I know the content of this post this will be painfully obvious to many, but I’ve only recently un-dumbed myself when it comes to this stuff, and I hope I can help others in this regard. Off-site backups are an important part of your data protection triad.1 Ideally, software will conform to your needs and preferences. But cloud backup services are capricious beasts. Here are some lessons I’ve learned to get Backblaze working best.
Leave Backblaze on.
Leave it set in continuous backup mode.
Only have Backblaze backup drives that will always be plugged in.
Previously, I disabled Backblaze from running automatically upon startup and set it to run backups only when I told it to. I don’t have any documents that I’m working on daily on this PC, just a handful of new files that accumulate in my Downloads folder which I organize and copy locally to an external drive once a week.
During this weekly session, I’d have Backblaze backup both my main drives and my backup drives. I reasoned that I could just spin up Backblaze if need be. Say if I started a big project during the week, I could just run it while I work on that project. No reason to keep Backblaze running all the time, right?
However, I’ve found that Backblaze doesn’t react well to being disabled on startup or being asked to backup drives that are spend most of their time unplugged from your machine.2 The latter two practices left me stuck on the “Producing File Lists” dance floor.3
Backblaze uses minimal resources—5.4 MB memory and no CPU on my machine—unless it’s actively backing up stuff. After months of leaving Backblaze on whenever my computer is running, I haven’t experienced any slowing while working, not even while gaming, so go ahead and leave it running.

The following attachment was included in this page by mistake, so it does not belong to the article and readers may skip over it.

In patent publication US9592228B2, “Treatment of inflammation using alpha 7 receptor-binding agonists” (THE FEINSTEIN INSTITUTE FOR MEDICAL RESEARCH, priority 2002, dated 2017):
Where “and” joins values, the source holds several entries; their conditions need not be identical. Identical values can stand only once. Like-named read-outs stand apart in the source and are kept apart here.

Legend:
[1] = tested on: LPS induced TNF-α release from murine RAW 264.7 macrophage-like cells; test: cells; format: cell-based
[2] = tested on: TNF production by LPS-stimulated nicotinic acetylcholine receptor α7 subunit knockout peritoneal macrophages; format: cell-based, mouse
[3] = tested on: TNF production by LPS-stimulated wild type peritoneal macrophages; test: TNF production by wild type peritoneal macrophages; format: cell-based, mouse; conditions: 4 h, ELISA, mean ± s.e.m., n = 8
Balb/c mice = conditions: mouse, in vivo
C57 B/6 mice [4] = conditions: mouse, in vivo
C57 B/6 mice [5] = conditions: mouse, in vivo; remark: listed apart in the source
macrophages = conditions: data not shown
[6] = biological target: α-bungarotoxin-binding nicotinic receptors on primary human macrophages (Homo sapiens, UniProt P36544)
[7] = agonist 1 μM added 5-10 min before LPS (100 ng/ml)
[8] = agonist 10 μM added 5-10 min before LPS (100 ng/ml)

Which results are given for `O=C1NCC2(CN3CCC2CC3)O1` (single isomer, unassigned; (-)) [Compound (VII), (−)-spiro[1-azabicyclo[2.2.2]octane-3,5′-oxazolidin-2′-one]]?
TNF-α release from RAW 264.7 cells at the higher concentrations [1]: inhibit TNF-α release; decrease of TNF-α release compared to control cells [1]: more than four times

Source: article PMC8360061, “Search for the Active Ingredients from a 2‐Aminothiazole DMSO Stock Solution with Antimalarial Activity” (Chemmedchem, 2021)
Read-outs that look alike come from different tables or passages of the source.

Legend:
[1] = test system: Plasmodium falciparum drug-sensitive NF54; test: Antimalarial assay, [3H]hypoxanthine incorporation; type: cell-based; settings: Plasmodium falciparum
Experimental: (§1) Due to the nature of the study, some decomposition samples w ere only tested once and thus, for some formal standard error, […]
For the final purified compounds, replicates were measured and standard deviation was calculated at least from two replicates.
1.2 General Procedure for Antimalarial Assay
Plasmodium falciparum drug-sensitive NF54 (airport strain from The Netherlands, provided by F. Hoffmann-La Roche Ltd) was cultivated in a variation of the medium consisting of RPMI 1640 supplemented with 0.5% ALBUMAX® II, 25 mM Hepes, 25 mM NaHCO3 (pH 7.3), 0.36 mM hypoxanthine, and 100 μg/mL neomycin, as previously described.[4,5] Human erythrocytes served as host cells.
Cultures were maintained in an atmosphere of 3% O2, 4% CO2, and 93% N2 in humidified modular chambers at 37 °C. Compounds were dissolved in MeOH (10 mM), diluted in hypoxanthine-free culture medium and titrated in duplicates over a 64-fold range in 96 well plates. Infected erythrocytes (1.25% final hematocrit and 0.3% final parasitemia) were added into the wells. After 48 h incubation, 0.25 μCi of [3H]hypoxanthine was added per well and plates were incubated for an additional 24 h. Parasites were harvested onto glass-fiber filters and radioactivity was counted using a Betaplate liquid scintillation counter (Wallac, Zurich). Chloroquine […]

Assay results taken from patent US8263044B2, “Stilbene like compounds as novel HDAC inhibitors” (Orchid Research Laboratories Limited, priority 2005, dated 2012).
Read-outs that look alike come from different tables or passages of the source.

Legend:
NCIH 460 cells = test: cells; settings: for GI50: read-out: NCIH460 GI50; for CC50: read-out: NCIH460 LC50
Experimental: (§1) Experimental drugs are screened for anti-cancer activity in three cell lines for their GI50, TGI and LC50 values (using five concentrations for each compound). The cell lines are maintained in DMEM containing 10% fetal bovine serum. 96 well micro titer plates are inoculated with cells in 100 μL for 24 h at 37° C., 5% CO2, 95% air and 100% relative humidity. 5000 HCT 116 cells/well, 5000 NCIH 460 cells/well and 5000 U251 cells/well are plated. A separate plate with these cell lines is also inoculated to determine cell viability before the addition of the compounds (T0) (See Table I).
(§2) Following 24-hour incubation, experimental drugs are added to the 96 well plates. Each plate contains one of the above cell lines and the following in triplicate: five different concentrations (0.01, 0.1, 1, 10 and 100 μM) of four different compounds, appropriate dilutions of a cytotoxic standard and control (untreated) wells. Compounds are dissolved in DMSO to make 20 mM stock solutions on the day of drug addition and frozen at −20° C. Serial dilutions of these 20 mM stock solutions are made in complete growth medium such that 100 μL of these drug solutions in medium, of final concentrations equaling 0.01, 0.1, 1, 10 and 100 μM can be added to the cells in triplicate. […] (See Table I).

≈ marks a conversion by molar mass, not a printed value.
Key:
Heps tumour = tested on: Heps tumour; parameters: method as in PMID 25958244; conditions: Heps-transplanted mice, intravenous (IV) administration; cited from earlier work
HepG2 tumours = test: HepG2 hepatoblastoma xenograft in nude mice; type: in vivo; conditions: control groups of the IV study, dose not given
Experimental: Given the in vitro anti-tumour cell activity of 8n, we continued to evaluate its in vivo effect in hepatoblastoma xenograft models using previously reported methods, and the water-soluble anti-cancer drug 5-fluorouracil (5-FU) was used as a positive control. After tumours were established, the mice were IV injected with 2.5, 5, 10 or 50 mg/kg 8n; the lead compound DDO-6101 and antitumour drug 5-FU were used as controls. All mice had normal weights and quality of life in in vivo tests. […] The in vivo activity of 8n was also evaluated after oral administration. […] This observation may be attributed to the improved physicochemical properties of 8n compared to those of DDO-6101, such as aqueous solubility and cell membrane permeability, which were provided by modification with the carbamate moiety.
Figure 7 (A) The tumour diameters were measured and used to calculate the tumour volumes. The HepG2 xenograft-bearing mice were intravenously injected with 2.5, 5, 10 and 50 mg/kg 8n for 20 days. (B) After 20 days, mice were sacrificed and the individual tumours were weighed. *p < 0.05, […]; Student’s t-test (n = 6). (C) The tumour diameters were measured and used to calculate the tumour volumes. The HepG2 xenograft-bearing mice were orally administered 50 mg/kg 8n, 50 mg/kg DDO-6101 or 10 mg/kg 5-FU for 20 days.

My current backup process is largely unchanged except that I leave the client on as it’s intended to be. I also don’t include my local backup drives in the Backblaze backup anymore. Both the Backblaze backup and the local backups are copies the same main drives. If the main drives are hosed, then having an extra copy of that corrupted/ransomwared data isn’t helpful. In such cases, backup drives that remain unplugged except for the weekly backup session could be my salvation.
Though a more likely scenario is that the interface between the chair and the keyboard accidentally deletes files on the main drives, which Backblaze would in turn delete from their servers after 30 days. Here too, local backup drives that aren’t plugged into the machine can be the safest bet. Redundant capability, not just redundant systems is best in your backup system. You want to have multiple solutions ready to solve the same problem.
If you’ve changed old files or added new files to be backed up but Backblaze isn’t finding them when you click the “Backup Now” button, there is something you can try as suggested to me by the Backblaze support team.
Check the Settings to ensure the drives you want to backup are included.
Click Apply then Ok to get back to the main screen.
Then click on the Restore Options button while holding down the Alt key. This last step forces Backblaze to re-scan your system. Backblaze has always found my new files after this.
Of course, as with any cloud backup system, you should frequently login to your Backblaze account and visit the “Restore/View Files” page to ensure all of your stuff is actually being backed up.
Three is two, two is one, one is none. ↩
“Duh” you might reply, especially to that last part. To be clear, my external backup drives were plugged in when I’d manually run Backblaze once a week, but I’d find after logging into my Backblaze account that new files on these external drives were not backed up, even though the Backblaze client reported “You are backed up”/”Remaining Files: 0 files/0 KB. ↩
The music only stops after you’ve bricked a hard drive because you’ve manually restarted your PC in frustration because your PC won’t shut down because Backblaze has taken over an hour to back up a 10 KB file. Did I mention I can’t use computers? ↩